Alkenes can be prepared from haloalkanes and alkyl sulfonates by bimolecular elimination (E2). In the following example 2-bromo-2-methylbutane reacts with sodium methoxide to form a mixture of 2-methyl-2-butene and 2-methyl-1-butene.

In this elimination, the most stable product (more substituted alkene) is obtained, and it is said that it follows Saytzev's rule .
The methoxide, small base, subtracts the innermost hydrogen from the haloalkane to produce the more stable product (thermodynamic alkene).
synthesis alkenes e2 02
If we use tert-butoxide or LDA as the base, the alkene formed mainly is 2-methyl-1-butene. The hindered bases have difficulties in accessing the innermost hydrogen, subtracting the most accessible hydrogen faster, so they generate the less stable product for the most part. In this case the reaction is controlled kinetically and it follows Hofmann's rule .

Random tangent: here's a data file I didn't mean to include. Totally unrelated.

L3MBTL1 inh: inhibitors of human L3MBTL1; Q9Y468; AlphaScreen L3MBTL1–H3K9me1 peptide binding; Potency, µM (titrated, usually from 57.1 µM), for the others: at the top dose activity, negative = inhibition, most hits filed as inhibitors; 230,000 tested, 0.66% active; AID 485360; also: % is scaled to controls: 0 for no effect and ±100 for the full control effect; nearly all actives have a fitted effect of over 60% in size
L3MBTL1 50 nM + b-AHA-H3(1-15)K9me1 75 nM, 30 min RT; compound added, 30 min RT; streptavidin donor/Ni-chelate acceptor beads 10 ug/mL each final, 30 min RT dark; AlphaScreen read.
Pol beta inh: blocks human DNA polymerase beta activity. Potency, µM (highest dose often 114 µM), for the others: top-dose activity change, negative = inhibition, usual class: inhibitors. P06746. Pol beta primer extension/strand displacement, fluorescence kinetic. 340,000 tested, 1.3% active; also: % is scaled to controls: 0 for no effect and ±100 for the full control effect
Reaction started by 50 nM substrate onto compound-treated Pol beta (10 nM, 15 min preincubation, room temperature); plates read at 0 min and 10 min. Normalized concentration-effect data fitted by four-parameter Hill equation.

The hydrogens located on methyls are more accessible to tert-butoxide than the innermost hydrogens. The alkene formed mostly is the least substituted (kinetic alkene), and the reaction is said to follow Hofmann's rule.
synthesis alkenes e2 04